Reference: Kochneva-Pervukhova NV, et al. (2012) Amyloid-mediated sequestration of essential proteins contributes to mutant huntingtin toxicity in yeast. PLoS One 7(1):e29832

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Abstract

BACKGROUND: Polyglutamine expansion is responsible for several neurodegenerative disorders, among which Huntington disease is the most well-known. Studies in the yeast model demonstrated that both aggregation and toxicity of a huntingtin (htt) protein with an expanded polyglutamine region strictly depend on the presence of the prion form of Rnq1 protein ([PIN(+)]), which has a glutamine/asparagine-rich domain. PRINCIPAL FINDINGS: Here, we showed that aggregation and toxicity of mutant htt depended on [PIN(+)] only quantitatively: the presence of [PIN(+)] elevated the toxicity and the levels of htt detergent-insoluble polymers. In cells lacking [PIN(+)], toxicity of mutant htt was due to the polymerization and inactivation of the essential glutamine/asparagine-rich Sup35 protein and related inactivation of another essential protein, Sup45, most probably via its sequestration into Sup35 aggregates. However, inhibition of growth of [PIN(+)] cells depended on Sup35/Sup45 depletion only partially, suggesting that there are other sources of mutant htt toxicity in yeast. CONCLUSIONS: The obtained data suggest that induced polymerization of essential glutamine/asparagine-rich proteins and related sequestration of other proteins which interact with these polymers represent an essential source of htt toxicity.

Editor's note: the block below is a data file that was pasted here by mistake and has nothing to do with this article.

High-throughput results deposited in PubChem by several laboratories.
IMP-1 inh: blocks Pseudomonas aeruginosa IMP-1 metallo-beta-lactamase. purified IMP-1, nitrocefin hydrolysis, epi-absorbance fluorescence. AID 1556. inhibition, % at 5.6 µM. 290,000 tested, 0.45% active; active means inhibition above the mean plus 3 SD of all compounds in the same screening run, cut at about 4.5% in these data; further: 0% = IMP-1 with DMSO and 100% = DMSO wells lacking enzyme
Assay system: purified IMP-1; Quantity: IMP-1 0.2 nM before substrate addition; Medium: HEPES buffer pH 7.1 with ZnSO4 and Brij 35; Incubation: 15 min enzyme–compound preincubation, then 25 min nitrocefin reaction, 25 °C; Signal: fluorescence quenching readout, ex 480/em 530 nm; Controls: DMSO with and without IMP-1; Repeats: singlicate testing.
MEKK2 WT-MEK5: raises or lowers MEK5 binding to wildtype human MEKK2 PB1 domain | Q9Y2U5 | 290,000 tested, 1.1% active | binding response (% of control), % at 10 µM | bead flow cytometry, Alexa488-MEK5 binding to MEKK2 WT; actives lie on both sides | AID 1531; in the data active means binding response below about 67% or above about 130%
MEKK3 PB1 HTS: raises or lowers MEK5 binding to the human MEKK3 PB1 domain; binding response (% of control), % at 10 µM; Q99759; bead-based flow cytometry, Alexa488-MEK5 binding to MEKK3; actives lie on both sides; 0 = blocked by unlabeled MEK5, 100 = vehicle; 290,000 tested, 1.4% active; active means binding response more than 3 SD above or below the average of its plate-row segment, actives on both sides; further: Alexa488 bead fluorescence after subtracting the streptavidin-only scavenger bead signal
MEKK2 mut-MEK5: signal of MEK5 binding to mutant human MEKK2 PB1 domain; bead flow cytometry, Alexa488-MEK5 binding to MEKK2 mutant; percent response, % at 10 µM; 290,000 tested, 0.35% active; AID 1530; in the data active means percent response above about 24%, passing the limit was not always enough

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Journal Article
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Kochneva-Pervukhova NV, Alexandrov AI, Ter-Avanesyan MD
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